The Vicious Cycle Known As Gentrification

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Published On 05/14/2015 » By Shiyana » Community, Front Page

Over the past five years I have been hearing about the rise of neighborhood make-overs stretching from California, Missouri and my favorite state New York.

I was unaware of its complexities and voice, but saw it from my own eyes mainly in Harlem and Brooklyn. Neighborhood bodegas, restaurants and residential areas received a facelift that diminished NYC’s rare, authentic and edgy look. For those who aren’t familiar with what gentrification is or even heard of the word, according to dictionary it is “the buying and renovation of houses and stores in deteriorated urban neighborhoods by upper- or middle-income families or individuals, thus improving property values but often displacing low-income families and small businesses.

 

Perhaps you’re a fan of NBC’s Saturday Night Live mocking gentrification in Bushwick Brooklyn starring Kevin Hart, Jay Pharaoh and Keenan Thompson.  The lingo and even real estate agents are trying to change the name of towns such as Harlem to NoHa or Spanish Harlem to SpaHa to do what exactly?  Make people feel comfortable or make it cool?  This pretty much sums up a portion of what is seen in the city that never sleeps.

Funny as the video seems there’s a dark side to it all.  Those favorite shops you loved coming to are no longer there. That story you had about meeting your first crush at the local bodega is now a salad bar poetry corner.  Not to say anything is wrong for having a health alternative business or creative spot to express your sad day–but how the business was done to grab these locations is vile.  Residents are being pushed out of their homes and placed in zone areas less suitable for their living conditions while mayor de Blasio launches his 41 billion housing plan.  What’s even worse are the racial systems used behind the ghastly landlords. One journalist from New York Magazine consumed his time into finding the story behind these landlords.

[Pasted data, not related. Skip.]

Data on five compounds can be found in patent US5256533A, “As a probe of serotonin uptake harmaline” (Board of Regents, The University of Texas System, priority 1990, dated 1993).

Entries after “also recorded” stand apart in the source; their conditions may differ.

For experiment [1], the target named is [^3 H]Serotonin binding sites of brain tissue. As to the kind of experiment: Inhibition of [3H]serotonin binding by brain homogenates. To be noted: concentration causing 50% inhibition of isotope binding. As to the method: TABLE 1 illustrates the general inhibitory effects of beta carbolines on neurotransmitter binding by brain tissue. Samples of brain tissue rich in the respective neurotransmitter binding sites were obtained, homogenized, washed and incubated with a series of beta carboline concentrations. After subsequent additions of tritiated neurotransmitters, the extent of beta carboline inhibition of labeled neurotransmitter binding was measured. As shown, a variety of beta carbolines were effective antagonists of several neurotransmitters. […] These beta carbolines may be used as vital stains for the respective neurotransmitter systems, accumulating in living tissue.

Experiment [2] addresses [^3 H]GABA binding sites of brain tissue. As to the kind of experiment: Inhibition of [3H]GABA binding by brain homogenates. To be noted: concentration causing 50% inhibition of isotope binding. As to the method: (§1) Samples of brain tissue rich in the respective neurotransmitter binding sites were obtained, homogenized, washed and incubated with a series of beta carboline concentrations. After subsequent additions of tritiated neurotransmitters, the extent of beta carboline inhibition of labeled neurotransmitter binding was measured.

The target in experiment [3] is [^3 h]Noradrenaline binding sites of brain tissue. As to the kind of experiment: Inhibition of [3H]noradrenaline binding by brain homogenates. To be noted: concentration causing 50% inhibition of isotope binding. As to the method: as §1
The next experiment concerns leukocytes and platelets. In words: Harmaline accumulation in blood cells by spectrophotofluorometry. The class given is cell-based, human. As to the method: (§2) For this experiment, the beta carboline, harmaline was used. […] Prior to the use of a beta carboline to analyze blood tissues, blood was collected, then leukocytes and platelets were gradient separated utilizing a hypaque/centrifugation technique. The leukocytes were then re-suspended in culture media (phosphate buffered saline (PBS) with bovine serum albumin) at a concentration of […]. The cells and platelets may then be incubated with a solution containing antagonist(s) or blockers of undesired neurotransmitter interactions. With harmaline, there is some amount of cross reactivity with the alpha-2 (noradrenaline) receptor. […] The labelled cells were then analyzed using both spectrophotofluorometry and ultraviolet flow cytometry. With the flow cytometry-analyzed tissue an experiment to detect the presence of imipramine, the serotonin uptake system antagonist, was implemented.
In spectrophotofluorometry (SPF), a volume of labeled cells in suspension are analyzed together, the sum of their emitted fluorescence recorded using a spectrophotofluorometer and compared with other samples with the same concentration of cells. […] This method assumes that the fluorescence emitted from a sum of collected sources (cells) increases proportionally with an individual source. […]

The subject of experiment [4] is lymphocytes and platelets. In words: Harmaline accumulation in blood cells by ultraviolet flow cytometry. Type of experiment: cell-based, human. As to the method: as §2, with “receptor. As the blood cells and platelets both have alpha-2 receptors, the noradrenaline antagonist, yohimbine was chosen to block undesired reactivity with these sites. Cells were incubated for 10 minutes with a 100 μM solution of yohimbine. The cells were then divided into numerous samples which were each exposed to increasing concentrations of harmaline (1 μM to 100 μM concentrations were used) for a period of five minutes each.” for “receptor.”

If there’s a black tenant in the house—in every building we have, I put in white tenants. They want to know if black people are going to be living there. So sometimes we have ten apartments and everything is white, and then all of the sudden one tenant comes in with one black roommate, and they don’t like it. They see black people and get all riled up, they call me: “We’re not paying that much money to have black people live in the building.” If it’s white tenants only, it’s clean. I know it’s a little bit racist but it’s not. They’re the ones that are paying and I have to give them what they want. Or I’m not going to get the tenants and the money is not going to be what it is. – Ephraim Brooklyn Landlord

So what do you do in this situation?  With rent going up and people being pushed out or approached by someone to buy you out?  For one I always say educate yourself on what rights you have.  Speak to your neighbors to see if anyone has been approached by men in suites offering to pay $2,000-$20,000 for your residence.  If there’s a meeting about the change or march join!  Those people maybe able to direct you or give information on how to keep your place.  Most importantly don’t sign or give a verbal agreement without talking to a lawyer first.  Also, if you can talk to media, use that platform and voice your concerns.

 

 

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About The Author


Shiyana Bellamy is the Founder and Editor-In-Chief of Southern New Yorker. When she's not connecting the dots for music artists with her partners, she writes or dives into cooking.

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